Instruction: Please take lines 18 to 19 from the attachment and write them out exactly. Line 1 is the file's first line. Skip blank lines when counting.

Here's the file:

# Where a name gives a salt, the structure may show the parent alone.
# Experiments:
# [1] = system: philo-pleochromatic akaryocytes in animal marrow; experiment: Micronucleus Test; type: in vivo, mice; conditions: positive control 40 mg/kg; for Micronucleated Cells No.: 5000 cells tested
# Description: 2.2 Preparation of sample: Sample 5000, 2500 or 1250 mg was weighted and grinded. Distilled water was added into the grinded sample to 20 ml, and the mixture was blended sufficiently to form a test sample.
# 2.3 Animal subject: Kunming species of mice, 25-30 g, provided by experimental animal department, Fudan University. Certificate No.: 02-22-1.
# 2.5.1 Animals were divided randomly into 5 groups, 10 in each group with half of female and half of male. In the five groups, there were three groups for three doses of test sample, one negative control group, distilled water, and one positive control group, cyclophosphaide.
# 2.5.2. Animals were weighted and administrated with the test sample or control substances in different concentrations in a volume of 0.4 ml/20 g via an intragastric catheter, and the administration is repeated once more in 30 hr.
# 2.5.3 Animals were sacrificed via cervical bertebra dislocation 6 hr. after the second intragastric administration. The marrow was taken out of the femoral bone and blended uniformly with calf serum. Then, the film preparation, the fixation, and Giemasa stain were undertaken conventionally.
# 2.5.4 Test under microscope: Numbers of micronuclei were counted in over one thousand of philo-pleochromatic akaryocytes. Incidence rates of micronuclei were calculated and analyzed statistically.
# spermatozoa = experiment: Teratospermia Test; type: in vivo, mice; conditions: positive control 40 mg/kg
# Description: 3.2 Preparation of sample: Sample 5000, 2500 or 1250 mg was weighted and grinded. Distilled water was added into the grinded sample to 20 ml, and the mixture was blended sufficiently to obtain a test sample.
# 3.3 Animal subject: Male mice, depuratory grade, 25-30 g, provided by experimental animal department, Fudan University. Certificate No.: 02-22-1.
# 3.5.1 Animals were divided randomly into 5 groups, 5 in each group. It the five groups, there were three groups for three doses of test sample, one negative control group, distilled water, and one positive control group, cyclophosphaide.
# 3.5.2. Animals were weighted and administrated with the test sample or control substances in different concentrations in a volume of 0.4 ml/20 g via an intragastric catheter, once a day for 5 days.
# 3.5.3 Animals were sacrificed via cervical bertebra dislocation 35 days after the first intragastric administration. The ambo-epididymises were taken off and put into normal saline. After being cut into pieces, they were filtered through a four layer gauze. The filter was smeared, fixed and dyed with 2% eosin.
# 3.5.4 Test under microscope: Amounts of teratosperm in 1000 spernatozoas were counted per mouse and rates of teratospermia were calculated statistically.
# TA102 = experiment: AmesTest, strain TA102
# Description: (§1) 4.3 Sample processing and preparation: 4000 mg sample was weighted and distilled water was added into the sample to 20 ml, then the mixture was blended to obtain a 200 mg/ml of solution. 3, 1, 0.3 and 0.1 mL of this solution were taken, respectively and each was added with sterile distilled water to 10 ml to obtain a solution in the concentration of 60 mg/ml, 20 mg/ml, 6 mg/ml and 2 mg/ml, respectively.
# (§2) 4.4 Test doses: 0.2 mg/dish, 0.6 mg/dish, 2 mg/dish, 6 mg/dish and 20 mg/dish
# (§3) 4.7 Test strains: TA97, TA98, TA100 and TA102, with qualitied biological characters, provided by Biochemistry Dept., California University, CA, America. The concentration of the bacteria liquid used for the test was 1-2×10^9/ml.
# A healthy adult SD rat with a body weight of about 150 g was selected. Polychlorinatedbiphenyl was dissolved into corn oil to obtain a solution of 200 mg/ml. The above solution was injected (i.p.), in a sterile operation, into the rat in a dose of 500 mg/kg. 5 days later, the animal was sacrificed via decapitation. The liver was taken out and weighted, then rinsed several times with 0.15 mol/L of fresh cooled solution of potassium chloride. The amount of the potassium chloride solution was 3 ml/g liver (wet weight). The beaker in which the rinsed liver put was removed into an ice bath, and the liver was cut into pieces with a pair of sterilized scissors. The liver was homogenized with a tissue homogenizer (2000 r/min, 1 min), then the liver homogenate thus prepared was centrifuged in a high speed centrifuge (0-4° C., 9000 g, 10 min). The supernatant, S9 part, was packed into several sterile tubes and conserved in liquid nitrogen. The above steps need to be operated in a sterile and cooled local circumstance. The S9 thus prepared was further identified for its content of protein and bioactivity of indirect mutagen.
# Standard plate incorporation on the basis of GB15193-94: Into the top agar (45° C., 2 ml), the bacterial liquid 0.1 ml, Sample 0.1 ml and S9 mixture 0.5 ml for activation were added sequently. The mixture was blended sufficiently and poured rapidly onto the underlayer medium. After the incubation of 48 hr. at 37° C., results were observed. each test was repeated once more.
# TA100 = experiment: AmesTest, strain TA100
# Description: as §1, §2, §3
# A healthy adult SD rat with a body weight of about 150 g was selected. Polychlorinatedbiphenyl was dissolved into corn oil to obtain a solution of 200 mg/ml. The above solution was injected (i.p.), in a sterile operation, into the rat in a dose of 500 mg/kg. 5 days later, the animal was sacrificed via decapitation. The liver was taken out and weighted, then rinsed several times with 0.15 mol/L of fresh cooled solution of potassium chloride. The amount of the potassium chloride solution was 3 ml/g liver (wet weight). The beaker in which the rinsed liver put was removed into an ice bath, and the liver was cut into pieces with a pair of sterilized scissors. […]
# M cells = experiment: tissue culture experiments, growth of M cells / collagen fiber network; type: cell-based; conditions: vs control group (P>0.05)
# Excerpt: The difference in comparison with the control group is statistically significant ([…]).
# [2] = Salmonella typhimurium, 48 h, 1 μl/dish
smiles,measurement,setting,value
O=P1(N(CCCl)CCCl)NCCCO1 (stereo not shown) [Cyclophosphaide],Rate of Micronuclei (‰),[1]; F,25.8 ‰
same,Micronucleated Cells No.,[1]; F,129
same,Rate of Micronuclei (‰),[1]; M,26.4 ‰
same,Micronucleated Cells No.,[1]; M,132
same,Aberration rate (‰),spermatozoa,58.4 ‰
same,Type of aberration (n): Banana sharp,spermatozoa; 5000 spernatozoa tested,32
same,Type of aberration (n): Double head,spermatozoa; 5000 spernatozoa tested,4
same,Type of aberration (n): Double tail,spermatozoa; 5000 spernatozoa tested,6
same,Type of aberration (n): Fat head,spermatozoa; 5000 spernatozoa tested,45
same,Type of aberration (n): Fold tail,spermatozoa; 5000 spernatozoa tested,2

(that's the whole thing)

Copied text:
# Description: (§1) 4.3 Sample processing and preparation: 4000 mg sample was weighted and distilled water was added into the sample to 20 ml, then the mixture was blended to obtain a 200 mg/ml of solution. 3, 1, 0.3 and 0.1 mL of this solution were taken, respectively and each was added with sterile distilled water to 10 ml to obtain a solution in the concentration of 60 mg/ml, 20 mg/ml, 6 mg/ml and 2 mg/ml, respectively.
# (§2) 4.4 Test doses: 0.2 mg/dish, 0.6 mg/dish, 2 mg/dish, 6 mg/dish and 20 mg/dish